Monday, May 20, 2013

1305.3943 (Andrew S. Friedman et al.)

The Shared Causal Pasts and Futures of Cosmological Events    [PDF]

Andrew S. Friedman, David I. Kaiser, Jason Gallicchio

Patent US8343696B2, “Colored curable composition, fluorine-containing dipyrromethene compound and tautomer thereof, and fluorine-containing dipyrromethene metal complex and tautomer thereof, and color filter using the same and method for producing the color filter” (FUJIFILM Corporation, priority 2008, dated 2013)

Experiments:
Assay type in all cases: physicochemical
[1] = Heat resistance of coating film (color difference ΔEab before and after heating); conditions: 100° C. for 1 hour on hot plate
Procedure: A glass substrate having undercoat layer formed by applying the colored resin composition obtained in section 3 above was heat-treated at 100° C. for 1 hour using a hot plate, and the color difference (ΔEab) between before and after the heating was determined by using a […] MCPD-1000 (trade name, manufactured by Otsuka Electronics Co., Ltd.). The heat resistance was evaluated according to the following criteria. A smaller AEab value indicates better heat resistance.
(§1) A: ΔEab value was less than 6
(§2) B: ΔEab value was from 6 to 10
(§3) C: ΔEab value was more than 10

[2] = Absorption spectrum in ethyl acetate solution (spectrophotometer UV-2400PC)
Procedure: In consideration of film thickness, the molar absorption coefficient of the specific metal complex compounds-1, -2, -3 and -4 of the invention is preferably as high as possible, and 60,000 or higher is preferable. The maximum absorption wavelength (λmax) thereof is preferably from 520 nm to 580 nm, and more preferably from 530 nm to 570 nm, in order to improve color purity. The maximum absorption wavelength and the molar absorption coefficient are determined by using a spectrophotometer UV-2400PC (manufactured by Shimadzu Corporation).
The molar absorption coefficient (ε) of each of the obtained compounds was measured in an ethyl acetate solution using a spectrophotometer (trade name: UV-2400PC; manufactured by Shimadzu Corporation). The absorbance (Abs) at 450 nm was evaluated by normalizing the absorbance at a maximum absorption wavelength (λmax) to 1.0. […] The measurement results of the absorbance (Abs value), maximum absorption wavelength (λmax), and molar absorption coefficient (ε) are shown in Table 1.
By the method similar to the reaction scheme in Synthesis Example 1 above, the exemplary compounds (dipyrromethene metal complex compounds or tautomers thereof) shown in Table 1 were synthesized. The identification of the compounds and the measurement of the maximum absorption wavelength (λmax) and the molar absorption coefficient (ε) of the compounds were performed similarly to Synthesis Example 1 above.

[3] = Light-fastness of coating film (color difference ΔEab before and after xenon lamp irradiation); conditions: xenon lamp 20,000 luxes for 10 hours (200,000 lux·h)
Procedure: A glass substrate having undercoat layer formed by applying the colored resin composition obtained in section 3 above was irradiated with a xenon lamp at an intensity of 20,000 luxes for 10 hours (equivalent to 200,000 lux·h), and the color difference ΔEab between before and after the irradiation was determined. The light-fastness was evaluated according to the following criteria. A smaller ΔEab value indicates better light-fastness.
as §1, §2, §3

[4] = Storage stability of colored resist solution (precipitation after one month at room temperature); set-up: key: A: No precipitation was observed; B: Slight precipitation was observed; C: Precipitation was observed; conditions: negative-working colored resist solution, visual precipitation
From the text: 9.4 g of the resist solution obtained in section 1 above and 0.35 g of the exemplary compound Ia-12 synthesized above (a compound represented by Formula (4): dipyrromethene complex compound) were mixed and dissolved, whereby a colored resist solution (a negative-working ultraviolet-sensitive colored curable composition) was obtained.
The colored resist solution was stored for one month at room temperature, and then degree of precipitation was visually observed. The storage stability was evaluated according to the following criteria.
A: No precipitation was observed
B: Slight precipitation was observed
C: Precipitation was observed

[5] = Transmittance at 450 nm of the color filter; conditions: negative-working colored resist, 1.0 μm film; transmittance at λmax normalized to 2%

We derive criteria for whether two cosmological events can have a shared causal past or a shared causal future, assuming a Friedmann-Lemaitre-Robertson-Walker universe with best-fit \Lambda CDM cosmological parameters from the Planck satellite. We further derive criteria for whether either cosmic event could have been in past causal contact with our own worldline since the time of the hot "big bang", which we take to be the end of early-universe inflation. We find that pairs of objects such as quasars on opposite sides of the sky with redshifts z >= 3.65 have no shared causal past with each other or with our past worldline. More complicated constraints apply if the objects are at different redshifts from each other or appear at some relative angle less than 180 degrees, as seen from Earth. We present examples of observed quasar pairs that satisfy all, some, or none of the criteria for past causal independence. Given dark energy and the recent accelerated expansion, our observable universe has a finite conformal lifetime, and hence a cosmic event horizon at current redshift z = 1.87. We thus constrain whether pairs of cosmic events can signal each other's worldlines before the end of time. Lastly, we generalize the criteria for shared past and future causal domains for FLRW universes with nonzero spatial curvature.
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